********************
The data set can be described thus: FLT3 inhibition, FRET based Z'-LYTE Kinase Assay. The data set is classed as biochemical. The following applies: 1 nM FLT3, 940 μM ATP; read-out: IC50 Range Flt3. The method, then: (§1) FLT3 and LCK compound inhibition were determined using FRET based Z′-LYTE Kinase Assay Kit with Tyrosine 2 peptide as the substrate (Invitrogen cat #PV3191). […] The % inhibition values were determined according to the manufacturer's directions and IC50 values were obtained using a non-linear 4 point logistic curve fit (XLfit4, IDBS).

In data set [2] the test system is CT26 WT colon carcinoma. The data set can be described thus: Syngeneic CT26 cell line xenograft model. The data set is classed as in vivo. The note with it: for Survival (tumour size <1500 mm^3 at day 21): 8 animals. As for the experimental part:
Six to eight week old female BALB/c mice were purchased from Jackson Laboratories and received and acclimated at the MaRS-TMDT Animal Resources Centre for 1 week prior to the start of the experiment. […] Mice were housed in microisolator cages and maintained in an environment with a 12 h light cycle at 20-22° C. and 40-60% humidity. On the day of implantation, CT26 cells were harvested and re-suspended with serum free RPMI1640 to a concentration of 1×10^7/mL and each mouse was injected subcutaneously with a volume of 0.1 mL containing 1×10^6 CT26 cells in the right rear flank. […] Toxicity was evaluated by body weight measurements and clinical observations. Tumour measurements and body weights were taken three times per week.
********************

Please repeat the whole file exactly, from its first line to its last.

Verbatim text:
The data set can be described thus: FLT3 inhibition, FRET based Z'-LYTE Kinase Assay. The data set is classed as biochemical. The following applies: 1 nM FLT3, 940 μM ATP; read-out: IC50 Range Flt3. The method, then: (§1) FLT3 and LCK compound inhibition were determined using FRET based Z′-LYTE Kinase Assay Kit with Tyrosine 2 peptide as the substrate (Invitrogen cat #PV3191). […] The % inhibition values were determined according to the manufacturer's directions and IC50 values were obtained using a non-linear 4 point logistic curve fit (XLfit4, IDBS).

In data set [2] the test system is CT26 WT colon carcinoma. The data set can be described thus: Syngeneic CT26 cell line xenograft model. The data set is classed as in vivo. The note with it: for Survival (tumour size <1500 mm^3 at day 21): 8 animals. As for the experimental part:
Six to eight week old female BALB/c mice were purchased from Jackson Laboratories and received and acclimated at the MaRS-TMDT Animal Resources Centre for 1 week prior to the start of the experiment. […] Mice were housed in microisolator cages and maintained in an environment with a 12 h light cycle at 20-22° C. and 40-60% humidity. On the day of implantation, CT26 cells were harvested and re-suspended with serum free RPMI1640 to a concentration of 1×10^7/mL and each mouse was injected subcutaneously with a volume of 0.1 mL containing 1×10^6 CT26 cells in the right rear flank. […] Toxicity was evaluated by body weight measurements and clinical observations. Tumour measurements and body weights were taken three times per week.